Rick Santorum, one of CNN’s resident Trump defenders, tried with all his might Wednesday night to rally to President Trump’s defense after the president openly said he’d be open to accepting dirt on a 2020 opponent from a foreign country, claiming the president was merely speaking “colloquially.”

During a blockbuster interview with ABC’s George Stephanopoulos, Trump said there was “nothing wrong with listening” if a foreign national showed up and offered compromising material on an opponent, adding that if they “have information” he’d “take it.” Suggesting it was just “oppo research,” Trump said congressmen “all do it” and FBI Director Christopher Wray was “wrong” to say that type of incident should be reported to the FBI.

The comments were met with a barrage of impeachment calls from 2020 Democratic presidential candidates, though Santorum, in a CNN panel discussion hosted by Anderson Cooper, didn’t see what the big deal was.

“Well, I mean, let’s be fair,” the former GOP presidential candidate said when asked to comment on the controversy. “The president said he would listen, but he would also send it to the FBI. He said he would do both. The question is whether he should do both or simply refuse to get the information. But he did say he would turn it over to the FBI.”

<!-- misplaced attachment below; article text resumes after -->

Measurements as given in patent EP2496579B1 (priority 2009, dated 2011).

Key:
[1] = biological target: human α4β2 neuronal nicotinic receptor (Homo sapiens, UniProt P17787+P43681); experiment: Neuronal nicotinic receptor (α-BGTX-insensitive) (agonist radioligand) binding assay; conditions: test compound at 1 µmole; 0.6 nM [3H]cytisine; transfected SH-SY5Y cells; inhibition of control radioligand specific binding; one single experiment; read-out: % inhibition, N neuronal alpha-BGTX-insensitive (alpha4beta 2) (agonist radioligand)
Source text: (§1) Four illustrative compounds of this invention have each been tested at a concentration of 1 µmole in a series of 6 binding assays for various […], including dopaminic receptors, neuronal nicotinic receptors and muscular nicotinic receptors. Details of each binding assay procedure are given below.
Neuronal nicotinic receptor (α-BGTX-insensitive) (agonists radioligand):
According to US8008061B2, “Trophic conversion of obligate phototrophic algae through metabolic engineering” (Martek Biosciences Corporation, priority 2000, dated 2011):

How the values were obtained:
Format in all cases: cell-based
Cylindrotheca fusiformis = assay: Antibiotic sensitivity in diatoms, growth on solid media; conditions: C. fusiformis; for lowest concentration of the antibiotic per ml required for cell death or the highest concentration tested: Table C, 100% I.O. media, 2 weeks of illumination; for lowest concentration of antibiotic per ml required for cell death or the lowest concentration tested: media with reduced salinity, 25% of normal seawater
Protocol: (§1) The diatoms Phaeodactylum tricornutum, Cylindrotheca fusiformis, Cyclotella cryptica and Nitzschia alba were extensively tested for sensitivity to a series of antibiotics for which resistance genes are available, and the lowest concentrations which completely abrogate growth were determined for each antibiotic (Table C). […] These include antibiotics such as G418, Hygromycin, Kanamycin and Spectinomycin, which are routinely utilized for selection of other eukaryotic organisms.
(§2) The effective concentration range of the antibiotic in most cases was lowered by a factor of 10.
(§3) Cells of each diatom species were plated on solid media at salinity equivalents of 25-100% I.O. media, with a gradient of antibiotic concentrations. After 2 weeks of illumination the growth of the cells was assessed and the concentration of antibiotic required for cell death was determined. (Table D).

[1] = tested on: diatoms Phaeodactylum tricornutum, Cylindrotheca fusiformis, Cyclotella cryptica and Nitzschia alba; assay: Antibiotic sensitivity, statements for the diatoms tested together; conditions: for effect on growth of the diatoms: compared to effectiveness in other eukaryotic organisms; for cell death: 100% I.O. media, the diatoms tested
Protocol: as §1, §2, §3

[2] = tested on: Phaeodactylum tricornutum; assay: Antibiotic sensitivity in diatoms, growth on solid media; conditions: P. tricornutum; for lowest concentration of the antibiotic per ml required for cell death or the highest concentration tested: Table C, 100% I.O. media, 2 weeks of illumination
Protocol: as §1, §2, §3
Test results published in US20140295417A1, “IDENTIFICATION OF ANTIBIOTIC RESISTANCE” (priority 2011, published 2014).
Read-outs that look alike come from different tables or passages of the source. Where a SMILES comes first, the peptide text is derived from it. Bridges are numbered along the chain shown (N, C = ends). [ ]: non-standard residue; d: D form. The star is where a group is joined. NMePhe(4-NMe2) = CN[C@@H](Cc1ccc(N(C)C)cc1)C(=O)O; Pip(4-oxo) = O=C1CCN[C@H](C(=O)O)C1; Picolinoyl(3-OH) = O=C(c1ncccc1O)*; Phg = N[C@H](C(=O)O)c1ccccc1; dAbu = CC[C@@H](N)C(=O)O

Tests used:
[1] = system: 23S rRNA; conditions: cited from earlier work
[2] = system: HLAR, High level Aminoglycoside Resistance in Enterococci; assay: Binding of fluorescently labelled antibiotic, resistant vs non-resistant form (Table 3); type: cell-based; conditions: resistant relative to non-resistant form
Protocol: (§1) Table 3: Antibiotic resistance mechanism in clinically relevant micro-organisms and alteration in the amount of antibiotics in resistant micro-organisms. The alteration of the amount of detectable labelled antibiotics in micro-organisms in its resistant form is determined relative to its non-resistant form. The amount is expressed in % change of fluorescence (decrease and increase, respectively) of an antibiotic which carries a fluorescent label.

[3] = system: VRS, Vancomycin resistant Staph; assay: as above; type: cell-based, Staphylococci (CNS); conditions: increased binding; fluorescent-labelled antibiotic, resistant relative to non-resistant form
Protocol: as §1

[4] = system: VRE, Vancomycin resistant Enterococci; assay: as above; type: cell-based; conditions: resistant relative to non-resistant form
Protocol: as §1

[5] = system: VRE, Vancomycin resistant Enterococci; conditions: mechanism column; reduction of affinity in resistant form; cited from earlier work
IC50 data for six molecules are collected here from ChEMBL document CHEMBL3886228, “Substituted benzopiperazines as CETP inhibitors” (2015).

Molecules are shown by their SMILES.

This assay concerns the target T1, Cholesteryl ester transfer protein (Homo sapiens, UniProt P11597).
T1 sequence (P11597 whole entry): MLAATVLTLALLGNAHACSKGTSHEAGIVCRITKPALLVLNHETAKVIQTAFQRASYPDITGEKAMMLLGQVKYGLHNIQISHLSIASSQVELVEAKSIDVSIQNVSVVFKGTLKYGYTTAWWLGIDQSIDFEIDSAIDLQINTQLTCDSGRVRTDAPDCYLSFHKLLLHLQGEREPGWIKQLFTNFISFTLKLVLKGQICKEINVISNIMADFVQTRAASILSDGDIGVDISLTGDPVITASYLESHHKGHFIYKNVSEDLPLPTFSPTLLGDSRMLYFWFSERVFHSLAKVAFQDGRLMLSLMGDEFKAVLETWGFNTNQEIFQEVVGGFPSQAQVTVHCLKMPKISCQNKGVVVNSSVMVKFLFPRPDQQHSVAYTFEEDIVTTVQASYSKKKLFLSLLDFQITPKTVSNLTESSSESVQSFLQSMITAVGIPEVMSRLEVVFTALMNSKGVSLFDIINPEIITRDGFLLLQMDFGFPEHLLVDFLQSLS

When Cooper noted the president had actually seemed to waver on the idea of contacting the FBI, even arguing Wray was “wrong” to call for such foreign overtures to be reported, Santorum suggested Trump had simply been misunderstood.

“He has, sort of—as we all do, filler words that don’t mean what they say, like, ‘I think,’” Santorum attempted to explain. “So I took the president for his word that he would do both, which I think, I don’t think that’s necessarily inappropriate as long as he refers it to the FBI. As far as looking at the information, maybe he should and maybe he shouldn’t and I don’t think it’s a crime in looking at the information as long as you refer it to the proper authorities.”

After CNN legal analyst Laura Coates said candidates can’t legally solicit this type of help from foreign governments, Santorum objected, claiming the president had been commenting on an entirely different scenario.

“The president wasn’t answering questions about soliciting information,[Stephanopoulos] said if someone came to you and said ‘Hey, I have some dirt,’ and he was talking more colloquially,” the former Pennsylvania senator argued. “And the president’s words are often imprecise, and not necessarily, uh—that’s why he didn’t want to be interviewed with Robert Mueller because he tends to sort of ramble and talk about things more loosely.”

Santorum went on to insist that he never called the FBI when he received information and opposition research in the past, prompting Cooper to ask if he had ever gotten it from “Russia or Norway,” or any other foreign country.

Santorum acknowledged he hadn’t, saying, “If I knew that that information was coming from a foreign service, sure I would call the FBI.”